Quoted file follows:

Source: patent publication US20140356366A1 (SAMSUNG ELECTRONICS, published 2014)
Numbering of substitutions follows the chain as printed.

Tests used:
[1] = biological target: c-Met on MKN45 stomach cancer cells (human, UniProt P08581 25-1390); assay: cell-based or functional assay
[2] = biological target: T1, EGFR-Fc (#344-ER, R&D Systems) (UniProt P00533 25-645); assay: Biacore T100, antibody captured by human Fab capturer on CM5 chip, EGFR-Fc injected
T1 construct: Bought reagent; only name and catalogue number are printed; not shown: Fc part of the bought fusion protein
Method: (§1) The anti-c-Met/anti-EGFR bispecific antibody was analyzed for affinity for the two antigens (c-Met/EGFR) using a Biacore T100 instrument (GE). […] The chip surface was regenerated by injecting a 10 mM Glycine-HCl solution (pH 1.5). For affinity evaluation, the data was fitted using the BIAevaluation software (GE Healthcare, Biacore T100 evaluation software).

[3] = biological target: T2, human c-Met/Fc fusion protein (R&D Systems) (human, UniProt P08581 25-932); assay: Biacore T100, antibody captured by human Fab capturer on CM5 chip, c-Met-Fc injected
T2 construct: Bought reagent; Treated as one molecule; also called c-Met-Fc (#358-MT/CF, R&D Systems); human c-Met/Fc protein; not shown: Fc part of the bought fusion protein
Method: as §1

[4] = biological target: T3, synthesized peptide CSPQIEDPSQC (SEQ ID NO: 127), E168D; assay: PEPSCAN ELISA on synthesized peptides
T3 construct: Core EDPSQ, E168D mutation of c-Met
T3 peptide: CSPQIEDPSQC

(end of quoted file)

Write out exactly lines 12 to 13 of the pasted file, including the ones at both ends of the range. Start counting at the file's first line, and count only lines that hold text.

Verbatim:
T3 construct: Core EDPSQ, E168D mutation of c-Met
T3 peptide: CSPQIEDPSQC